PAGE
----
“Turkey Tom” by Robin Conover Canon EOS 5D Mark IV; 100–400 mm, 405-5.6 L USM lens; ISO 1000; f18 at 1/500 second; handheld
A century ago, hunting had nearly pushed the Eastern wild turkey population to the point of extinction. Through conservation programs, their numbers have rebounded with great success.
In Tennessee, wild turkeys can be seen and heard regularly. The population is thought to be about 300,000, according to the Tennessee Wildlife Resources Agency.
During an early morning walk at Radnor Lake State Natural Area in Nashville, I crossed paths with this exquisite fellow. He was staking out his territory between a group of hens and two other younger males, known as jakes.
Appearing to be some combination of dinosaur and bird, his skin and feathers had surreal colors and patterns all put together for this suitor’s majestic strut.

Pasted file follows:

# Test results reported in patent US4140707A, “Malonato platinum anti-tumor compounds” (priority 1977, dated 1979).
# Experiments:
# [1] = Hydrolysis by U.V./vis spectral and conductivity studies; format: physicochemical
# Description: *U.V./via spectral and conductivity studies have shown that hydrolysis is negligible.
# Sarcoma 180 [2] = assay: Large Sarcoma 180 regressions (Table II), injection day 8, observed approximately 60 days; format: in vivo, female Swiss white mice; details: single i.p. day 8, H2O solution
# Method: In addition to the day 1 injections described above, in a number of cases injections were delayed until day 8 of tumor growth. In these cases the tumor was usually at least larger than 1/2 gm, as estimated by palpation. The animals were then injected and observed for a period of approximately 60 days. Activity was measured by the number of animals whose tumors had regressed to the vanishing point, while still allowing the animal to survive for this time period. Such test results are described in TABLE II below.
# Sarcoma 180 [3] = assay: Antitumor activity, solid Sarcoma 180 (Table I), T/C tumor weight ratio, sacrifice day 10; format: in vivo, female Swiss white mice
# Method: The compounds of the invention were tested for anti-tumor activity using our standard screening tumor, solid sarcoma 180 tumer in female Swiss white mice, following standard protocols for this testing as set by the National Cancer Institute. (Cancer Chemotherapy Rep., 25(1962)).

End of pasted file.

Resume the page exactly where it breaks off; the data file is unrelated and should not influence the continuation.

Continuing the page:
In the spring, turkeys are very active as males court females. Females will lay, on average, 11 eggs, which hatch in about 27 or 28 days.
The tom’s strut is obviously designed to put on a show for the females. As I quietly watched, he moved back and forth across the trail several times, herding the flock with tail feathers splayed in the sunlight. I remained quiet and still, and he paid me no attention, giving me several opportunities to photograph him as close as about 10 feet.
I knelt down to capture an eye-level profile with the background blurred. This angle and technique accentuate the sharp focus, texture and color of his head as well as the length of his coarse black beard.
Using a 100–400 mm lens, the depth of field is already limited, and the more you zoom in, the more the focal plane is limited, resulting in an out-of-focus background.
I also chose a fast shutter speed of 1/500th of a second to eliminate camera shake from handholding the camera. It was the perfect lens to have with me for this opportunity.
Take only photographs — leave only footprints!